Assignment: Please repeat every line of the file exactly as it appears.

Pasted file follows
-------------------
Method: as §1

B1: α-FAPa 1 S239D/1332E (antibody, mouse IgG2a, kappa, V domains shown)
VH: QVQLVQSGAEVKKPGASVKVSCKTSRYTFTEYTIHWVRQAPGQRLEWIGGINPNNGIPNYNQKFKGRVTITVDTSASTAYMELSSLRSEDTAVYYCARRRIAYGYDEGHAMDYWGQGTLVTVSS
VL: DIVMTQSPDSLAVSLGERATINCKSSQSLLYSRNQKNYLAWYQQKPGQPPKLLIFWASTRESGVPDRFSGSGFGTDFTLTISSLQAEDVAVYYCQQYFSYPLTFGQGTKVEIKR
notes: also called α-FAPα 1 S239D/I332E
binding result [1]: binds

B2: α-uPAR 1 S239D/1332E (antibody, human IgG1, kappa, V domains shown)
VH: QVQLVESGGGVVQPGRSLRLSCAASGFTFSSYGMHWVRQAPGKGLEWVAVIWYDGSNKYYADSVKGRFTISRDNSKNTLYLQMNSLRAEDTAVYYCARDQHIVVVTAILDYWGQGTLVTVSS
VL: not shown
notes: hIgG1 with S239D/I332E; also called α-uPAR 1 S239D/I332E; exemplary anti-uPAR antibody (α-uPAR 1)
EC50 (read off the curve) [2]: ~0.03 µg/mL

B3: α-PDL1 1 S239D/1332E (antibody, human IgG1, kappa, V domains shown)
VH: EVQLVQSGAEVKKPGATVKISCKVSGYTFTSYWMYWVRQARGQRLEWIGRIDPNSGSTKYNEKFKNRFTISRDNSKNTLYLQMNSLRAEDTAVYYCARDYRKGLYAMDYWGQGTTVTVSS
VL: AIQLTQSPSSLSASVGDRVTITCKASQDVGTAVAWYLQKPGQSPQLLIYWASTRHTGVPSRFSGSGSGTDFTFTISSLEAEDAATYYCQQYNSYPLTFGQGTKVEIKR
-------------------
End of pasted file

Method: as §1

B1: α-FAPa 1 S239D/1332E (antibody, mouse IgG2a, kappa, V domains shown)
VH: QVQLVQSGAEVKKPGASVKVSCKTSRYTFTEYTIHWVRQAPGQRLEWIGGINPNNGIPNYNQKFKGRVTITVDTSASTAYMELSSLRSEDTAVYYCARRRIAYGYDEGHAMDYWGQGTLVTVSS
VL: DIVMTQSPDSLAVSLGERATINCKSSQSLLYSRNQKNYLAWYQQKPGQPPKLLIFWASTRESGVPDRFSGSGFGTDFTLTISSLQAEDVAVYYCQQYFSYPLTFGQGTKVEIKR
notes: also called α-FAPα 1 S239D/I332E
binding result [1]: binds

B2: α-uPAR 1 S239D/1332E (antibody, human IgG1, kappa, V domains shown)
VH: QVQLVESGGGVVQPGRSLRLSCAASGFTFSSYGMHWVRQAPGKGLEWVAVIWYDGSNKYYADSVKGRFTISRDNSKNTLYLQMNSLRAEDTAVYYCARDQHIVVVTAILDYWGQGTLVTVSS
VL: not shown
notes: hIgG1 with S239D/I332E; also called α-uPAR 1 S239D/I332E; exemplary anti-uPAR antibody (α-uPAR 1)
EC50 (read off the curve) [2]: ~0.03 µg/mL

B3: α-PDL1 1 S239D/1332E (antibody, human IgG1, kappa, V domains shown)
VH: EVQLVQSGAEVKKPGATVKISCKVSGYTFTSYWMYWVRQARGQRLEWIGRIDPNSGSTKYNEKFKNRFTISRDNSKNTLYLQMNSLRAEDTAVYYCARDYRKGLYAMDYWGQGTTVTVSS
VL: AIQLTQSPSSLSASVGDRVTITCKASQDVGTAVAWYLQKPGQSPQLLIYWASTRHTGVPSRFSGSGSGTDFTFTISSLEAEDAATYYCQQYNSYPLTFGQGTKVEIKR